Terence Davies’ biographical film about Emily Dickinson, starring Sex and The City’s Cynthia Nixon as the reclusive American poet, was released on DVD earlier this month. Sarah Slade sees how the truth has been slanted.
I first found Emily Dickinson thanks to my English teacher, a very proper Southern Baptist from Alabama, who thought Cleopatra was no better than she should be and that we should be studying Dickinson’s poetry instead of Hardy’s. She was half right.
Dickinson’s work wasn’t widely published during her lifetime. Publishers thought nothing of editing the idiosyncratic punctuation or rearranging the words to make them more conventionally ‘poetical’. Nevertheless, her poems were startlingly prescient of modernism; impressionistic rather than descriptive, deceptively playful and oblique. She never married and rarely left her family home in Amherst, Mass.
Her life makes Dickinson the perfect subject for Terence Davies, known for his sensitive, beautiful studies of lives narrowed and constrained by circumstance and convention. A Quiet Passion starts with teenage Emily (Emma Bell) defying her evangelist teacher, leading to her ‘rescue’ by her loving family. From here the film rarely strays beyond the Dickinsons’ garden gate. The first half seems pitched as a sub-Austen social comedy. Adult Emily bakes prize-winning bread and exchanges barbed witticisms with her sister (Jennifer Ehle), her oddly-named friend Vryling Buffam (Catherine Bailey) and various friendsandrelations. Her literary ambitions are tolerated by her father (Keith Carradine in full whiskers) as long as they didn’t interfere with her household duties. Her world is small, but full. She rebels in small ways, like refusing to go to church on Sundays, while still being of enough consequence to invite the pastor and his wife for tea. Davies weaves Dickinson’s poems between the exquisitely staged and shot scenes, like night after day, reflecting that Dickinson’s real life – the life of a poet – only happened in the inbetween, when nobody else required her.
Davies touches lightly but significantly on the gender politics of Dickinson’s life. As an unmarried woman, she is expected to put aside her ambitions and serve the family. Yet if she marries, she becomes completely dependent on her husband. As her friends (including Vryling) give up and succumb to married life – in itself a kind of death – Dickinson, as imagined by Davies, reacts by refusing to marry, by withdrawing further into the sphere where she can retain total control. In the end her only form of attack is to retreat so completely that all that remains is her work.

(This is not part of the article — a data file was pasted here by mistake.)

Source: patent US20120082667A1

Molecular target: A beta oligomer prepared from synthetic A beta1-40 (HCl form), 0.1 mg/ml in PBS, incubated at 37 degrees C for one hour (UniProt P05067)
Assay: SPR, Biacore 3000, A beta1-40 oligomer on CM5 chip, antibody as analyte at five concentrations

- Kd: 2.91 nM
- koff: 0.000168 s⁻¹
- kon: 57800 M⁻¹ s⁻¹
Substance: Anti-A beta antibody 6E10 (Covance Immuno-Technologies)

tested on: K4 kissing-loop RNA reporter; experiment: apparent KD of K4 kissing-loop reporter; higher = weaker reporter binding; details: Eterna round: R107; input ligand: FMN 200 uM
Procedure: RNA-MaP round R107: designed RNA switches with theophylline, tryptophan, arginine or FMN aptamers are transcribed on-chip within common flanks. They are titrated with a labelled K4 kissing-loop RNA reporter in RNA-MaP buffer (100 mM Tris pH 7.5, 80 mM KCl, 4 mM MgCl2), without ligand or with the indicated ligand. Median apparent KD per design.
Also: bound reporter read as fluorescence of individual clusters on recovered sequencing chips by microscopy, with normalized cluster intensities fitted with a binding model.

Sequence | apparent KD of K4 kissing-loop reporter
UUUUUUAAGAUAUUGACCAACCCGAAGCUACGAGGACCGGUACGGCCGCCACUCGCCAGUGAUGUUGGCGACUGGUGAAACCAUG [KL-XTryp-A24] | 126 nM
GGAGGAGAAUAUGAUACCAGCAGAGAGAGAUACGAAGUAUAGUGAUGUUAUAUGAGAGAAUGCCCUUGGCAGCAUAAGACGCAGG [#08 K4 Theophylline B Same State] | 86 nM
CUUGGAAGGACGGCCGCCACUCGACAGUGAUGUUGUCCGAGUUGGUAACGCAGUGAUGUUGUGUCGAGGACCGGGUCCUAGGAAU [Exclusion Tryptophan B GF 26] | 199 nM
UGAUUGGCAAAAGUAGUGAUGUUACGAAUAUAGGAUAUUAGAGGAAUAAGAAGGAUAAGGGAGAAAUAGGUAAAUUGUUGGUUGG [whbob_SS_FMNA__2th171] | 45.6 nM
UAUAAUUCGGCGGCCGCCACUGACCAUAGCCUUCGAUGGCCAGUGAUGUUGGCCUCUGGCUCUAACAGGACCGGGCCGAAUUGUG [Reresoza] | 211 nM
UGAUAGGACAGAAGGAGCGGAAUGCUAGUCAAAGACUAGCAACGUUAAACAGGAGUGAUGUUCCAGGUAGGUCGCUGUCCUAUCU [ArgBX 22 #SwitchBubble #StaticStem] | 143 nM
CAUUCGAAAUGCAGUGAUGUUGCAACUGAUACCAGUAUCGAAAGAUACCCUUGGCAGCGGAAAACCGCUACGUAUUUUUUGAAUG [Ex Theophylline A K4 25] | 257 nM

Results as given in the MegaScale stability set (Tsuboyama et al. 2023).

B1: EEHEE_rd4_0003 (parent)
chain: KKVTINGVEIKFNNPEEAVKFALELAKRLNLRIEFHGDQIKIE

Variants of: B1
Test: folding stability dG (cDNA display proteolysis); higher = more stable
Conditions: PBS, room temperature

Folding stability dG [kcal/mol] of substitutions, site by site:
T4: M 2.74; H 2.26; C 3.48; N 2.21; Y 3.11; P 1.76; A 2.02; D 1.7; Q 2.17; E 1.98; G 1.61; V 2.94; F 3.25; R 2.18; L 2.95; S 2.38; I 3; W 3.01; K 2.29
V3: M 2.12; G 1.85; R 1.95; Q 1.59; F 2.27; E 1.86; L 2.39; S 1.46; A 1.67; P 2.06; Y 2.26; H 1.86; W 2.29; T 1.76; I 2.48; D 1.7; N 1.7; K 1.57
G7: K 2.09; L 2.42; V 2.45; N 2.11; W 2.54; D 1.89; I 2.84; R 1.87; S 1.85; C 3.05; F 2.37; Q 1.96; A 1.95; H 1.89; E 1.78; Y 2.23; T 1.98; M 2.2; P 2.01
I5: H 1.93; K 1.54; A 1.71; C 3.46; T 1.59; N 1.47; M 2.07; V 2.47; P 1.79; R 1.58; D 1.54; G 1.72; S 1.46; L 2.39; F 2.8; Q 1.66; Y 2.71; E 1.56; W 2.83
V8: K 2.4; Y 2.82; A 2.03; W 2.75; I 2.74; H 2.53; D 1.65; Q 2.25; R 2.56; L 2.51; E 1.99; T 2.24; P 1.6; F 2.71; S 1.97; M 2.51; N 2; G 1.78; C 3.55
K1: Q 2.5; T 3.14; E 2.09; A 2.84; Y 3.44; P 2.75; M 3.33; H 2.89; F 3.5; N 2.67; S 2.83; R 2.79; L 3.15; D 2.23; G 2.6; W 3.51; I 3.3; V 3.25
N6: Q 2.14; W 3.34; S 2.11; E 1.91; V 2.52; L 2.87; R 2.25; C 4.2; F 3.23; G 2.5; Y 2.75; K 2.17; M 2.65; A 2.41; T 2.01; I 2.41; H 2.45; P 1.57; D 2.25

This is a Terence Davies film, so each scene is a perfectly realised artwork in its own right. From the creams and whites of the wedding scenes to the subdued earthy colours of the house, to the almost gaudy springtimes that form the backdrop to Dickinson’s early life, the settings reflect the time and the mood.
So here’s the stuff I didn’t like. While the film portrays her inner and outer life so beautifully, it falls down when it tries to expand into the world beyond her front door. There are parallels with the Brontë sisters – also unmarried, also supernaturally talented, recreating whole literary genres from a Yorkshire parsonage. Emily admires them while Amherst Society tuts at their boldness, but their inclusion seems clumsy. Emerson and Longfellow are mentioned in passing, and nothing much is made of the way Dickinson’s poems were mangled by well-meaning editors prior to publication. While we hear her poems recited by Cynthia Nixon in voice-over, Davies falls prey to the divine inspiration cliche, not letting us see how she worked at her poetry, or who helped her achieve her unique literary voice.
History with a capital H also intrudes with an odd interlude where the dead of various major Civil War battles are listed against a backdrop of horribly maimed bodies; and Austin Dickinson (Duncan Duff) remarks that the President’s address at Gettysburg was too short to be memorable. In a film so laden with symbolism, I’m not sure if this is supposed to be evidence of his poor judgement, or another odd little joke (many of the jokes, especially Vryling’s arch little epigrams, tumbled into a clueless void…)
A Quiet Passion succeeds as a study of a narrow life that becomes narrower and more constrained over time, while also managing to bubble over with creativity, wit and intellectual freedom. There are niggles (I’ve listed a few) and some significant glitches. It’s a bit odd, for example, that an actress of Jennifer Ehle’s ability should be reduced to nodding and smiling and opening doors for people. Cynthia Nixon does a great job in the central role, but the film sometimes seems cobbled together from fragments that once told another story. Whether this is down to the continuing academic controversies over the modern portrayal of Dickinson as a feminist pioneer, or confusion over which version of Dickinson we should believe. Or maybe, as Dickinson once wrote;
A Quiet Passion is now available on DVD in the UK.